Levine-Weinberg: Sure. There's three things that are challenges right now for department stores. The first is just the shift in consumer buying habits, where it's e-commerce. The second is declining mall traffic, and the third is lower spending on apparel and related categories. People seem to be spending more money on things like home renovations, buying new cars, and dining out. Those things don't help department stores as much. The e-commerce growth is a positive and a negative. It's good in that all four companies are investing a lot in e-commerce and seeing a lot of growth there. If you look at Macy's and Nordstrom they're much further ahead, they're getting 20%, in some cases even closer to 25%, of their sales online right now. That's really a major part of the business, and it's a key growth driver.
They've gotten to that because it's a successful focus on what in this business is called omnichannel initiatives, and that's basically ... it means they are trying to make it seamless for customers to shop both in-store and online, having the same item assortments and using the two parts of their business to work together. Key initiatives around that are being able to ship online orders from stores, being able to ship online orders to stores, and keeping good inventory management so that you can allow people to buy online and then pick up their order in the store the same day if the goods are already there. J.C. Penney and Kohl's, they've seen how successful Macy's and Nordstrom have been, and they are later in the process, but they are catching up and they've implemented all these key features. They expect that to help them grow their online sales in the coming years.
The problem for all of these companies is that nobody's really figured out how to make online sales as profitable as the in-store sales. Nordstrom has had a lot of trouble in that in particular, and they've talked about actually cutting some items out of their online assortment. They realized they just couldn't make any money selling these things online, and they were in some cases cannibalizing their in-store business in order to build up online sales that ultimately weren't profitable.
If you look at some of the other companies, Kohl's has some advantages in that, like I said before, it's stores are not really in malls. They tend to be stand-alone or in strip malls, and for that reason, it's a little bit protected from some of these trends toward online sales. People still have to go shopping for groceries, and a Kohl's store is more likely to be near the grocery store just based on their real estate positioning, so it's a little bit more convenient for customers. As you mentioned before, the off-price business is doing really well. So that's helped Nordstrom, because the Nordstrom Rack chain they've invested a lot in in the past few years. They've roughly doubled the Nordstrom Rack store count in the past five years or so, and they have plans for a continued growth in the near future.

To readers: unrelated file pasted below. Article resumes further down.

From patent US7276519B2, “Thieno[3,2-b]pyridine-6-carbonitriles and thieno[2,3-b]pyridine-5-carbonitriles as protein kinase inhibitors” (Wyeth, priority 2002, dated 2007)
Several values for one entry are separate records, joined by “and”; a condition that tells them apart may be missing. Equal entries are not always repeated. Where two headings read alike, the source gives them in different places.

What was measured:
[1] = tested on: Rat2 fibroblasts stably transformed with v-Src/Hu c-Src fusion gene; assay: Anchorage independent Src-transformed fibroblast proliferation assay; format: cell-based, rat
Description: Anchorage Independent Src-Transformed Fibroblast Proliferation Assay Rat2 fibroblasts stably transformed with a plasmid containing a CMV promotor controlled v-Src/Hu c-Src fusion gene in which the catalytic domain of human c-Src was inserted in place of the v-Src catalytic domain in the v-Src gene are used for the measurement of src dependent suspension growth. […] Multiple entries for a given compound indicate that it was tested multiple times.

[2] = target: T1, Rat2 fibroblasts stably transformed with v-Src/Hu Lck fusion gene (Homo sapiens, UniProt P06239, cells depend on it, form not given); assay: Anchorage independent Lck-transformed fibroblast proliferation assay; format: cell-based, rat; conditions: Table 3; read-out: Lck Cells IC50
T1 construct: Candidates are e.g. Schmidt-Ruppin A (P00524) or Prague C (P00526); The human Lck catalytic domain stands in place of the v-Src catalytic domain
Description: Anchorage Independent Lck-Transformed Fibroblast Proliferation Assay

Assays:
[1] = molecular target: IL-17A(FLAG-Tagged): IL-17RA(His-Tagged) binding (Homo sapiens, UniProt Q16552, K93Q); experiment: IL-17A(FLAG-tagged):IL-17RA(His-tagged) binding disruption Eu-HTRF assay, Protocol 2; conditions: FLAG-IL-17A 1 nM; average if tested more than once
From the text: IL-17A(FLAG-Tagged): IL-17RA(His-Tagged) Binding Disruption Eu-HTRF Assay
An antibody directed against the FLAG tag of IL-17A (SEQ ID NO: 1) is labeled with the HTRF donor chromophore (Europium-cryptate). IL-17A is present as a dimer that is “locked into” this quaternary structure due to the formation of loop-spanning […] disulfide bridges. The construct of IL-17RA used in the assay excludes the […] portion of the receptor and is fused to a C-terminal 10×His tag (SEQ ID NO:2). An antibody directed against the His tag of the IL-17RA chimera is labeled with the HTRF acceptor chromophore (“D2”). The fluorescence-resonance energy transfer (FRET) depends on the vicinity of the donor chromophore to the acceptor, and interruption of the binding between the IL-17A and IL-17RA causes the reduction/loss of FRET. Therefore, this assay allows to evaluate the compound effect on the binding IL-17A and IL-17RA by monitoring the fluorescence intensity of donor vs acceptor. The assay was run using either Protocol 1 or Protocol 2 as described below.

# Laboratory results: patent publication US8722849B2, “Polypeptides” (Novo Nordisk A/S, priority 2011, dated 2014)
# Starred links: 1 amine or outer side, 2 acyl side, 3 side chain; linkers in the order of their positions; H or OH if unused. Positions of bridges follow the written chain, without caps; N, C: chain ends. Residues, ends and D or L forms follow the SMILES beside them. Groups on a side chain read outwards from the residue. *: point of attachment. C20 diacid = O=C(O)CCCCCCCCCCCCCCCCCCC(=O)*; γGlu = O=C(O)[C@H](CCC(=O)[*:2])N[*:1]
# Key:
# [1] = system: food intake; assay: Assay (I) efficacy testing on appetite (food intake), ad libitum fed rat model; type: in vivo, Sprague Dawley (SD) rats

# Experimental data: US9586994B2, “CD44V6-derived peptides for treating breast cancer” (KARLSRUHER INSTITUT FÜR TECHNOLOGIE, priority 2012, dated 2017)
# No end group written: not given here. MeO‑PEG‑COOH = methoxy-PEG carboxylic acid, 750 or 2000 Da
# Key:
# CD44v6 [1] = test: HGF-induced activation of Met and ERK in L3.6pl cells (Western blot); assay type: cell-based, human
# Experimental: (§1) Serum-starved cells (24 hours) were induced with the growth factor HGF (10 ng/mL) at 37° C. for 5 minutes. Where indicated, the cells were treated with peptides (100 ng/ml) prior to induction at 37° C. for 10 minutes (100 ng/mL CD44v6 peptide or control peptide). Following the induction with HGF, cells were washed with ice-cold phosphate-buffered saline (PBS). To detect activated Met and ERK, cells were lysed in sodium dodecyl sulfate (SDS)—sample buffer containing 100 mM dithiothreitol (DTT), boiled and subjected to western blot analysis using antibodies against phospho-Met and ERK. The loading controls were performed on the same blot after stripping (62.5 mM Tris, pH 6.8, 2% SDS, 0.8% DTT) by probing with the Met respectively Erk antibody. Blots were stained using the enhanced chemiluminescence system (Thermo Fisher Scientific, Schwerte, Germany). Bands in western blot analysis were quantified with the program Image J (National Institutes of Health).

In terms of the merchandise selection where you have people spending less on apparel, that's still a problem for all four chains. They're heavily focused on apparel, beauty, shoes, accessories, things like that. J.C. Penney, among the four, is being the most aggressive in trying to broaden its appeal and move its merchandise assortment away from categories that it thinks are not doing as well. The biggest thing that you've seen there is appliances. J.C. Penney is in the middle of rolling out appliance sales, refrigerators, dish washers, washers and dryers. They're going to put that into about half of their stores. They're really trying to steal market share from Sears in particular. They share a lot of mall space with Sears; Sears is downsizing, people aren't going to Sears anymore, but the appliance business has really been one of the hallmarks of Sears over the years.
J.C. Penney sees an opportunity to move into a new category that could drive a lot of sales. It's a category where sales have been rising, not falling, in the past few years. Even Macy's you've seen some tweaks. They put a few Best Buy branded consumer electronics shops into a handful of stores last fall; they haven't really talked about how that test went. It's not clear if they're going to try to roll it out more broadly this year, but they're definitely interested in bringing some new merchandise categories in to try to cushion themselves if apparel sales continues to decline.
Shen: Okay. Sorry, I just wanted to jump in there really quick, because there's two things you mentioned that really stood out to me. Of course, there's the e-commerce side. That's a theme or topic that we've touched on here on consumer goods Industry Focus quite a few times. Even last week, we were just talking about Wal-Mart making its transition, trying to pivot its strategy with its Jet.com acquisition for $3.3 billion. In this case, obviously, these department stores are still looking in that direction hoping to bleed some of their declining mall traffic, like you mentioned, things along those lines.